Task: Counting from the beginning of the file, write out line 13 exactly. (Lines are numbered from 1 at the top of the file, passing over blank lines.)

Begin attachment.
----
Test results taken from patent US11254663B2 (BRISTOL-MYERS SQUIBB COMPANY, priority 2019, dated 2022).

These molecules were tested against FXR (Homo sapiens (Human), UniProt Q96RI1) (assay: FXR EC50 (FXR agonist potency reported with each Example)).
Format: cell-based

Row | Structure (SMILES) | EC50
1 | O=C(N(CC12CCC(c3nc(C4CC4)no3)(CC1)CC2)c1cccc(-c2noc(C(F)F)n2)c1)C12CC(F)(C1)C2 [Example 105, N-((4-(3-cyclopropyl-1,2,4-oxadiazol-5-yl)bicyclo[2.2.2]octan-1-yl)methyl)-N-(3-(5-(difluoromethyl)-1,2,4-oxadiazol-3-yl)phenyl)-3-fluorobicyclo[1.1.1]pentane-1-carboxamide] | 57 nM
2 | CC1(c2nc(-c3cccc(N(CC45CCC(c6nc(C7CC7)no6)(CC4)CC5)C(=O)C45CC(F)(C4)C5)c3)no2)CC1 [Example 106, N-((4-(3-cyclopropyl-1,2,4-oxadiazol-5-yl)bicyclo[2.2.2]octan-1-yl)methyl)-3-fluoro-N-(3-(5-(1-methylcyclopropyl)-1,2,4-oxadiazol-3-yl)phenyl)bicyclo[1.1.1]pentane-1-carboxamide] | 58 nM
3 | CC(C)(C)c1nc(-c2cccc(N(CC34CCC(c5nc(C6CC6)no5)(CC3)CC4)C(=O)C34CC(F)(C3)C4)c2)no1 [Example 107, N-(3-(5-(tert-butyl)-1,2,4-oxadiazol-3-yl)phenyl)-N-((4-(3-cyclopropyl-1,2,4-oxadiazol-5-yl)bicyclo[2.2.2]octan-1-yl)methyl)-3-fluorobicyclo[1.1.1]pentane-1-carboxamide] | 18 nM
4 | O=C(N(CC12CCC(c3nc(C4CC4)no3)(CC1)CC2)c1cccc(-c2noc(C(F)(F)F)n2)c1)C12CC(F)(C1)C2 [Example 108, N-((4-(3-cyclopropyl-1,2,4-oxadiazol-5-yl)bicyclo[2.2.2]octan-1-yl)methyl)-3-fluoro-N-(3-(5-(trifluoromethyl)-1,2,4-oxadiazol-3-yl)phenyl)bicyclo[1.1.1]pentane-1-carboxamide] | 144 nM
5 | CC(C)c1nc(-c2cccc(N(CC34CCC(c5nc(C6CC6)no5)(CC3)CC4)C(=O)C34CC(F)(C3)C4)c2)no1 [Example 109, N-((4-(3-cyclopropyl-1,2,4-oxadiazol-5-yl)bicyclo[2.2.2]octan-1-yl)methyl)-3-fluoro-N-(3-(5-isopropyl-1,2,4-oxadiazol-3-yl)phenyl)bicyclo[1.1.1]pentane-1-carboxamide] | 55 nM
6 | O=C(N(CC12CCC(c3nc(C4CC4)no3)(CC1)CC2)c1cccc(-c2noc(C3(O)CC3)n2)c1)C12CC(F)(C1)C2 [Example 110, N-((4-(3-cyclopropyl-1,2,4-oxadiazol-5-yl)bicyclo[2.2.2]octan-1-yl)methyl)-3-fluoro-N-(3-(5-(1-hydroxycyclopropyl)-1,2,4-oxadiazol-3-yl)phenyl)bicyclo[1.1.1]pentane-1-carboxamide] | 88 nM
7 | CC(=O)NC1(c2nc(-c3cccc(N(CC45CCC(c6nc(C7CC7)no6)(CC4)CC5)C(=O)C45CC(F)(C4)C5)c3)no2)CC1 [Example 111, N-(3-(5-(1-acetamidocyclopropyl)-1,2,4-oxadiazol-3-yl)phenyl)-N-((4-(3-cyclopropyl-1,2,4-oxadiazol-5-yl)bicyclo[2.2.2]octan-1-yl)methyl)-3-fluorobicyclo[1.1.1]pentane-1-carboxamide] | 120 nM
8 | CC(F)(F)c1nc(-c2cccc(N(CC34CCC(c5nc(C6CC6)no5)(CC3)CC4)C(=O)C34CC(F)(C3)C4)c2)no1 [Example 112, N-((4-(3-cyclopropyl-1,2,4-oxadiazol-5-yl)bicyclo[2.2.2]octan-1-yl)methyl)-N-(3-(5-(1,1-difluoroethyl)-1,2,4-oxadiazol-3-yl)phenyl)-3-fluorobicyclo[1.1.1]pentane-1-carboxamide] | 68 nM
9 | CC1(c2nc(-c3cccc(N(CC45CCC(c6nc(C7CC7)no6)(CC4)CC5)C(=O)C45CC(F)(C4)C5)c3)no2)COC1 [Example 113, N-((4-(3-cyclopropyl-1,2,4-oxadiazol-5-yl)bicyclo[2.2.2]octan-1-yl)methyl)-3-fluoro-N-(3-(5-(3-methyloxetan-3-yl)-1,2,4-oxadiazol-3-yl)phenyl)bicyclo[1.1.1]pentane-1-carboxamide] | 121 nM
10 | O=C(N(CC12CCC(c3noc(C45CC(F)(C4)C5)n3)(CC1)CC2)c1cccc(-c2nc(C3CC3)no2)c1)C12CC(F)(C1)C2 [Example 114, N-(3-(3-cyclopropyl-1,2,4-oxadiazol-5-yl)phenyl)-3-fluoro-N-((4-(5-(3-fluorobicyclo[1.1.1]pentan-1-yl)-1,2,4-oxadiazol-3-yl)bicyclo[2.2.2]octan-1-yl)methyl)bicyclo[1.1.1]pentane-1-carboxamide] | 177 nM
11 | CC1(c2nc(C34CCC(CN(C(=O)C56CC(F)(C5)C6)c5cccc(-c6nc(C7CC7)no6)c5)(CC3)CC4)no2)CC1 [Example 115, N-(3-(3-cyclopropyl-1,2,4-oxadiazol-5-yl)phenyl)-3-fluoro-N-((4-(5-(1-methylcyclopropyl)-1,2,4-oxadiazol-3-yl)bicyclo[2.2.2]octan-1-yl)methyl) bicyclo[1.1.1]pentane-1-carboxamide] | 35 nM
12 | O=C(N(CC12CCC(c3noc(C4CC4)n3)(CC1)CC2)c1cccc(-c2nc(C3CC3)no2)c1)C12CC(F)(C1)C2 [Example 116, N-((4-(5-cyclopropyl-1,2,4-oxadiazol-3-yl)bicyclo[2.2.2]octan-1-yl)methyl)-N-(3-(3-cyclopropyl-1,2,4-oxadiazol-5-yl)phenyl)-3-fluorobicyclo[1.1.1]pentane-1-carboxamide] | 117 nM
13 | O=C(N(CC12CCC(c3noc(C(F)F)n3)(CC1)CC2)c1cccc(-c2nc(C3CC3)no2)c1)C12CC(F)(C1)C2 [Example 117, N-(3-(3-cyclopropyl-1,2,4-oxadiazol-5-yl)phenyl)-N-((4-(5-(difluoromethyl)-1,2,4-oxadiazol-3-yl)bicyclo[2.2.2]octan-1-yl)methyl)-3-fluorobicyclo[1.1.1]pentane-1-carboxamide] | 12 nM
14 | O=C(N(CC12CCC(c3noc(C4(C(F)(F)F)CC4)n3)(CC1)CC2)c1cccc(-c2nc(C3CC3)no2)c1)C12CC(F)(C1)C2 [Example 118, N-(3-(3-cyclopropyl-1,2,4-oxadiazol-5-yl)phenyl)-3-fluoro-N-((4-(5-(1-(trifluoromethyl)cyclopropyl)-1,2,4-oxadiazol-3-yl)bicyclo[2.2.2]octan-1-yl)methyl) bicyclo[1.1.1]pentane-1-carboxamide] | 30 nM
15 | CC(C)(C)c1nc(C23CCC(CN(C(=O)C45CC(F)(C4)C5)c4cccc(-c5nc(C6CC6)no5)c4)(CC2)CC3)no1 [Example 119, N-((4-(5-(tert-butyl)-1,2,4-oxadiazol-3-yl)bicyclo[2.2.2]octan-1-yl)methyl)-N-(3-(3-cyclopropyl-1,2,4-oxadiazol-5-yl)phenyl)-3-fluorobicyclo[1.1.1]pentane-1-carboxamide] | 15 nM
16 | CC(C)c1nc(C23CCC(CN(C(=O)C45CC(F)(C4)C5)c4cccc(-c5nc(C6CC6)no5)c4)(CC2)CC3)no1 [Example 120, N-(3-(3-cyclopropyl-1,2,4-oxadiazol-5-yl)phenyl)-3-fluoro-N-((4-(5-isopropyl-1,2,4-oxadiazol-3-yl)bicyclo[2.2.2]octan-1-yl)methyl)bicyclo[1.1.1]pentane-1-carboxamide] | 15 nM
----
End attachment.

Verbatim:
9 | CC1(c2nc(-c3cccc(N(CC45CCC(c6nc(C7CC7)no6)(CC4)CC5)C(=O)C45CC(F)(C4)C5)c3)no2)COC1 [Example 113, N-((4-(3-cyclopropyl-1,2,4-oxadiazol-5-yl)bicyclo[2.2.2]octan-1-yl)methyl)-3-fluoro-N-(3-(5-(3-methyloxetan-3-yl)-1,2,4-oxadiazol-3-yl)phenyl)bicyclo[1.1.1]pentane-1-carboxamide] | 121 nM